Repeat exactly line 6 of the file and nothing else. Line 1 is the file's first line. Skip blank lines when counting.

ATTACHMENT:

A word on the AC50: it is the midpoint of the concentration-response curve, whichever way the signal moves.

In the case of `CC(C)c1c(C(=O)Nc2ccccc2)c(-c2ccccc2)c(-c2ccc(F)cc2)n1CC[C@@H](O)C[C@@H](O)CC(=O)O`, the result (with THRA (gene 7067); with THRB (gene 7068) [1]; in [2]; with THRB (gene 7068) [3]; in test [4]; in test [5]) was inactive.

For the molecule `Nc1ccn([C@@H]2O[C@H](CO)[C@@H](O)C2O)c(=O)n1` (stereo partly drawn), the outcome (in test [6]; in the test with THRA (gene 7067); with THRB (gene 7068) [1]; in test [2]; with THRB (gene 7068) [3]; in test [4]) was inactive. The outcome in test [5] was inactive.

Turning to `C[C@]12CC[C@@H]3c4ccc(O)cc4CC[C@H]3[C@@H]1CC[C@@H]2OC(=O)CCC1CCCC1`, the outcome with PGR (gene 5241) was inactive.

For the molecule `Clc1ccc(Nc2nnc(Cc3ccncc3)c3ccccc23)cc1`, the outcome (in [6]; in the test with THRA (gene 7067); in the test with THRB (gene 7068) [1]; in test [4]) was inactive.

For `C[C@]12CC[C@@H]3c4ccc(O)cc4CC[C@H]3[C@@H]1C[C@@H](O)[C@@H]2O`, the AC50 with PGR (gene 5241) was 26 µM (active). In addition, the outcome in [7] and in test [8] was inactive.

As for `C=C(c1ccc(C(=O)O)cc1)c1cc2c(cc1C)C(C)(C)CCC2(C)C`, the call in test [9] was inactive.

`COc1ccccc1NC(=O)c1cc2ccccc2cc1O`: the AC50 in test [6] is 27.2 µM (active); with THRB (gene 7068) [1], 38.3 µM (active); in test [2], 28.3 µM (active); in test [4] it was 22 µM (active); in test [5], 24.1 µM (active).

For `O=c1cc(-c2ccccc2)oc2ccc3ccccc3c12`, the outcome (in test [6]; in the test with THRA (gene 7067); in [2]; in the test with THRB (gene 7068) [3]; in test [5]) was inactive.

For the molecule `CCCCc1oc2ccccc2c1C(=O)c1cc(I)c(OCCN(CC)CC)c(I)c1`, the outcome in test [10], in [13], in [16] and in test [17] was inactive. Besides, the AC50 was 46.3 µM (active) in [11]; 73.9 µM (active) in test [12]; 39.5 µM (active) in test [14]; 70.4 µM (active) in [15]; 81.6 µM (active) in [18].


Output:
For `C[C@]12CC[C@@H]3c4ccc(O)cc4CC[C@H]3[C@@H]1C[C@@H](O)[C@@H]2O`, the AC50 with PGR (gene 5241) was 26 µM (active). In addition, the outcome in [7] and in test [8] was inactive.